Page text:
Inorg Chem. 2022 Nov 9. doi: 10.1021/acs.inorgchem.2c03225. Online ahead of print.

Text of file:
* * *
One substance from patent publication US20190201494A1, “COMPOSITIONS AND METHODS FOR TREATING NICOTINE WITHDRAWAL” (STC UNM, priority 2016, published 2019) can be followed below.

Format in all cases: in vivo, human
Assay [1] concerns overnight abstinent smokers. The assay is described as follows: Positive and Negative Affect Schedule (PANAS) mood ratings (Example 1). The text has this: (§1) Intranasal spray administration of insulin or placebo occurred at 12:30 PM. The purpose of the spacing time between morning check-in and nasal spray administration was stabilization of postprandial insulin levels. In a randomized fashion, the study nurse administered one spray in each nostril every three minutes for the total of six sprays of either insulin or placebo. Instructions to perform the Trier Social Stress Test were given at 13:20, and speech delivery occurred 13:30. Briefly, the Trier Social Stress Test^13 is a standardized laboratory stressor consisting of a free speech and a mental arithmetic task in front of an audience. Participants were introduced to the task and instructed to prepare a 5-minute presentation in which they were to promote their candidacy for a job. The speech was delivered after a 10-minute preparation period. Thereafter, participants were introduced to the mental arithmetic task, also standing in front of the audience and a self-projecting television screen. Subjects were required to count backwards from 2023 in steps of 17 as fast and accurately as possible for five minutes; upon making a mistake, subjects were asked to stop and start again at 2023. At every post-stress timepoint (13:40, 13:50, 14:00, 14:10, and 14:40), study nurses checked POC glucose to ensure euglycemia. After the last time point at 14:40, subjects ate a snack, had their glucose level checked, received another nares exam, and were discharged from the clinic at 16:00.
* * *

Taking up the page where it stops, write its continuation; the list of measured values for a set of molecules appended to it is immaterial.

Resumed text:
Atomically dispersed organometallic clusters can provide well-defined nuclearity of active sites for both fundamental studies as well as new regimes of activity and selectivity in chemical transformations. More recently, dinuclear clusters adsorbed onto solid surfaces have shown novel catalytic properties resulting from the synergistic effect of two metal centers to anchor different reactant species. Difficulty in synthesizing, stabilizing, and characterizing isolated atoms and clusters without agglomeration challenges allocating catalytic performance to atomic structure. Here, we explore the stability of dinuclear rhodium and iridium clusters adsorbed onto layered titanate and niobate supports using molecular precursors. Both systems maintain their nuclearity when characterized using aberration-corrected high-angle annular dark-field scanning transmission electron microscopy (HAADF-STEM). Statistical analysis of HAADF-STEM images revealed that rhodium and iridium dimers had mean cluster-to-cluster distances very similar to what is expected from a random distribution of atoms over a large area, indicating that they are dispersed without aggregation. The stability of dinuclear rhodium clusters supported on titanate nanosheets was also investigated by X-ray absorption fine structure (EXAFS), DRIFTS, and first-principles calculations. Both X-ray absorption spectroscopy and HAADF-STEM simulations, guided by density functional theory (DFT)-optimized structure models, suggested that rhodium dimers adsorb onto the nanosheets in an end-on binding mode that is stable up to 100 °C under reducing conditions. This study highlights that crystalline nanosheets derived from layered metal oxides can be used as model supports to selectively stabilize dinuclear clusters, which could have implications for heterogeneous catalysis.